Local bar owners say indoor mask, vaccine mandate lifts came at right time

Media Credit: Colin Bohula | Staff Photographer

Chris DeFelice, the owner and operator of Dirty Water, said he was not a big supporter of the vaccine and mask mandates originally.

In the short time since the District’s indoor mask and vaccine mandates have been lifted, local bar and nightclub owners said they’ve seen an uptick in patrons.

Businesses in the D.C. nightlife scene have felt the toll of government shutdowns, social distancing requirements and indoor mask and vaccine mandates since the pandemic began. Mayor Muriel Bowser lifted the vaccine mandate last month and removed the citywide mask mandate last week, moves that local business owners said came at the right time to safely bring their locations back to normalcy.

Lindsay Taylor, the sales and event coordinator at The Crown and Crow, a 19th-century pub-inspired bar in Logan Circle, said with new guidance from the Centers for Disease Control and Prevention and a changing local attitude about pandemic precautions, she feels comfortable with these city-wide changes and confident customers will as well.

“We’re hearing from the CDC and we’re hearing from the cities and we’re seeing across the country what people are doing,” Taylor said. “I think that taking the temperature of all that, the spirit of the overall business, perhaps including all the staff and certainly myself, is one of optimism.”

D.C.’s daily COVID-19 case rate stood at 10.4 per 100,000 residents as of Feb. 28, according to DC Health data.

As the pandemic has simmered on, Taylor said the bar has had to become used to the rapidly changing guidelines for COVID-19 safety, relying on a flexible mindset throughout the past two years while also citing the importance of staying informed as a small business that caters to nightlife in particular.

“We have rolled with the punches knowing that these mandates and changes have gone into place somewhat last minute and lifted,” she said. “With that in mind, we were ready to turn on a dime no matter what.”

When the announcement came last month that the indoor vaccine check and mask mandate would be lifted, Taylor said The Crown and Crow didn’t feel blindsided.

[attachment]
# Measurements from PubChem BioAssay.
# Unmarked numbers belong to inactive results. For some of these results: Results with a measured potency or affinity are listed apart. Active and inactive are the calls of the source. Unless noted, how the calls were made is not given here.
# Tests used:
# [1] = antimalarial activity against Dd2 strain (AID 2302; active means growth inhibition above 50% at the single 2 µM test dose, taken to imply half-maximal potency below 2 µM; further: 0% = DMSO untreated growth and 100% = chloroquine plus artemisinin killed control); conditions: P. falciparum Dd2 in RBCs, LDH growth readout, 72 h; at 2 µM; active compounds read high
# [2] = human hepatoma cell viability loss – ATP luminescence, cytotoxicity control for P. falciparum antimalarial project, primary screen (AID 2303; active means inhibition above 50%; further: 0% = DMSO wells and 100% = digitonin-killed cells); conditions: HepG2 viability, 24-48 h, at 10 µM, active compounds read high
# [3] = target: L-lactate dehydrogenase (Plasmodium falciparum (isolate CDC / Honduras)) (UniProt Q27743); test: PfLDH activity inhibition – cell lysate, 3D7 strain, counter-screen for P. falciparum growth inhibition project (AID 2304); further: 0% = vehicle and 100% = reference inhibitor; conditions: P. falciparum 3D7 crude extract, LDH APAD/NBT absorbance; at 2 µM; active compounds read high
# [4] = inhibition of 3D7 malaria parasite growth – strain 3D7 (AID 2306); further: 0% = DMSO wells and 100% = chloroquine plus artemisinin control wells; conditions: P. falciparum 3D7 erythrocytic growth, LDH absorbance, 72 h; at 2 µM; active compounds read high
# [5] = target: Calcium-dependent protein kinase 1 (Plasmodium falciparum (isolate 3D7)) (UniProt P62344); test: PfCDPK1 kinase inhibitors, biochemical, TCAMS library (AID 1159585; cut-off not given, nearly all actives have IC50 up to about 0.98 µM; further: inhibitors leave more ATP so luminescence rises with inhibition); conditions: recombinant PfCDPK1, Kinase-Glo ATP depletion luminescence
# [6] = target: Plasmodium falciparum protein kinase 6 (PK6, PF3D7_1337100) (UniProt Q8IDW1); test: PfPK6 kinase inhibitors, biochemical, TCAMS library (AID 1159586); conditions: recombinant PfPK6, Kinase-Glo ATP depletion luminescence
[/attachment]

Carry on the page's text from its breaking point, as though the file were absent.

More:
“As far as making preparations for removing mandates, we certainly felt that we were given enough time to consider operational challenges,” Taylor said.

Before an official indoor vaccine mandate was announced in December, The Crown and Crow was among a handful of bars requiring customer vaccine checks as a precautionary public safety measure.

“It felt, at the time, like an easy decision for us to make,” Taylor said. “We considered the fact that there may be some naysayers to our policy, but taking the temperature of our general community, we felt that putting that in place was something that was going to give people confidence to come to our venue and we believe that was the case.”

Taylor said throughout the pandemic, the bar has been making decisions with the safety of their community in mind, but with changing public attitudes and new guidance it feels like time to move on.

“We’ve walked the tightrope of doing what’s right, offering a safe community space, for people to come in and feel confident and reassured during the pandemic,” she said. “We’ve done what we’ve supposed to do and now, that’s kind of subsiding.”

Just as they weighed multiple factors like employee safety and CDC guidance in that decision, Taylor said they have done so with deciding not to continue these practices following the mandate lifts.

“We all have this need, and I think want, to get back to some sort of normalcy in the pandemic,” she said. “But we want to make sure that those decisions are made when the time is right, and we believe in the confidence of the information provided, that it was the right time for us to also move in that direction.”

Chris DeFelice – the owner and operator of Dirty Water, a dive bar in the H Street Corridor – said he wasn’t a huge fan of the mandates and when it came to knowing if his employees were vaccinated, he would “stay out of their business.”

“I didn’t love the fact that it was put on,” DeFelice said, referring to the vaccine mandate. “It didn’t seem to make a lot of sense at the time. But I kind of saw it coming. And it really didn’t change business for us at all.”

DeFelice said while he had a feeling when the mandates were instituted that they would be short-lived, he didn’t face consistent issues with customer compliance.

“My door guys didn’t even have to like prod people to show their cards,” he said. “People just show them. Pull them out.”

Reflecting on the changing nightlife scene throughout the pandemic, DeFelice said he was grateful having survived for so long while seeing firsthand small businesses around him close down, unable to face the burden of the global pandemic and the resulting financial hardships.

“We’re blessed that we were able to survive this whole thing, keeping our business open,” DeFellice said. “But I equally empathize with those that were unable. Really just seeing sort of the attack on small business the last two years, it’s just been really, it’s been very frustrating.”

Anthony DeRosa contributed reporting.

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